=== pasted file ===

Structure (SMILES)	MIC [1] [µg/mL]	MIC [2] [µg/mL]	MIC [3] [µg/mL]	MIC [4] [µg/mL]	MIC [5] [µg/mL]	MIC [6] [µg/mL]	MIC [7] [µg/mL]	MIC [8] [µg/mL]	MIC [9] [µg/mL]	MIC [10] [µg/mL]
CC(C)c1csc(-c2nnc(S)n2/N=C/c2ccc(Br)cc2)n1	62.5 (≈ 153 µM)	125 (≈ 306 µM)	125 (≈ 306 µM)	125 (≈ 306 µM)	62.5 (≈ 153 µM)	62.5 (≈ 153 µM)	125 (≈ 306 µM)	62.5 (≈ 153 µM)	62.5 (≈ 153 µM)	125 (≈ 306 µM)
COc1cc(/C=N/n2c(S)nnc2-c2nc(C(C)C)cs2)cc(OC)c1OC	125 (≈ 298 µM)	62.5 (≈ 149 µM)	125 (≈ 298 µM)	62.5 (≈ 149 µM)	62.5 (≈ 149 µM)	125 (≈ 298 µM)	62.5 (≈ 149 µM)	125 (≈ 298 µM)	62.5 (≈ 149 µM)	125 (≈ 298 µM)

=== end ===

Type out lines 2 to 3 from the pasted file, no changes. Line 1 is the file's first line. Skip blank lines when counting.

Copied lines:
CC(C)c1csc(-c2nnc(S)n2/N=C/c2ccc(Br)cc2)n1	62.5 (≈ 153 µM)	125 (≈ 306 µM)	125 (≈ 306 µM)	125 (≈ 306 µM)	62.5 (≈ 153 µM)	62.5 (≈ 153 µM)	125 (≈ 306 µM)	62.5 (≈ 153 µM)	62.5 (≈ 153 µM)	125 (≈ 306 µM)
COc1cc(/C=N/n2c(S)nnc2-c2nc(C(C)C)cs2)cc(OC)c1OC	125 (≈ 298 µM)	62.5 (≈ 149 µM)	125 (≈ 298 µM)	62.5 (≈ 149 µM)	62.5 (≈ 149 µM)	125 (≈ 298 µM)	62.5 (≈ 149 µM)	125 (≈ 298 µM)	62.5 (≈ 149 µM)	125 (≈ 298 µM)